Piet Botha is renowned as one of the pioneers of South African rock and has become a legend in his own time as front man of ‘Jack Hammer’ as well as a host of solo Afrikaans and English rock works. Along with the likes of Valiant Swart, it was Botha who was a ‘voortrekker’ of Afrikaans rock and their groundbreaking work probably paved the way for the likes of Koos Kombuis and Fokof Polisiekar.

It was never easy and in the early days more attention was paid by the media to who Botha was related to than the music and I recall talking to him at an early Jack Hammer gig where he said, emphatically: “I don’t care about that shit; I just want to play music.”

In fact, what they were doing back then was a huge step away from what was considered ‘normal’ for a pair of ‘boereseuns’ and their songs were not cutesy little ditties about boy meets girl but real reflections of life, love, hate, fear and hope in a changing South Africa. And this probably scared the crap out much of the ‘establishment’.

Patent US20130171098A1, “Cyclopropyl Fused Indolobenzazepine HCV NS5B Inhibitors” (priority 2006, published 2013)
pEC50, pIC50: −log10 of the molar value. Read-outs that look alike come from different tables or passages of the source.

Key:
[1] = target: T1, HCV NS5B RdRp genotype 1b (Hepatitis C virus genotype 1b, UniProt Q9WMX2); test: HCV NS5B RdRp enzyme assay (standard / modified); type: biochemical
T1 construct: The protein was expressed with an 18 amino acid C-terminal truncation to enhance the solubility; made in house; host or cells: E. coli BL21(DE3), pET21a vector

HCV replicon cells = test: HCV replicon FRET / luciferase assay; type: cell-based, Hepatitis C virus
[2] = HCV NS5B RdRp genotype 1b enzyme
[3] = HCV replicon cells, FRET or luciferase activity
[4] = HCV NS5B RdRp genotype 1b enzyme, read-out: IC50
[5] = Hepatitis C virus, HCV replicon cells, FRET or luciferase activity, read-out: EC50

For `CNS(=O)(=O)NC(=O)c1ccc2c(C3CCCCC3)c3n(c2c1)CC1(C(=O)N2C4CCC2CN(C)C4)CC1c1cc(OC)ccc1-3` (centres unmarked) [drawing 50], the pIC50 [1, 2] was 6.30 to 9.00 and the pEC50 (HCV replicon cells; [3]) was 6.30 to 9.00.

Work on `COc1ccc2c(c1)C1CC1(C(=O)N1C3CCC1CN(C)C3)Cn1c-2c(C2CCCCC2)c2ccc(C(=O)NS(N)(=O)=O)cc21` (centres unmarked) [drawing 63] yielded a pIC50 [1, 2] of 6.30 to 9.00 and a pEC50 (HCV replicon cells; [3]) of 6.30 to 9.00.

Now, older and sporting a Willie Nelson kind of look as the long tresses ease towards grey, he is doing just that. Playing the music. So too is Valiant Swart.

As a session musician, Mauritz Lotz’s innovative style can be heard on more than 1 000 local album productions and he has shared the stage with various South African artists supporting international artists such as Roberta Flack, The Bee Gees, The Rolling Stones, Ronan Keaton, Eric Clapton, Sting, Midnight Oil, Joan Armatrading and OMD.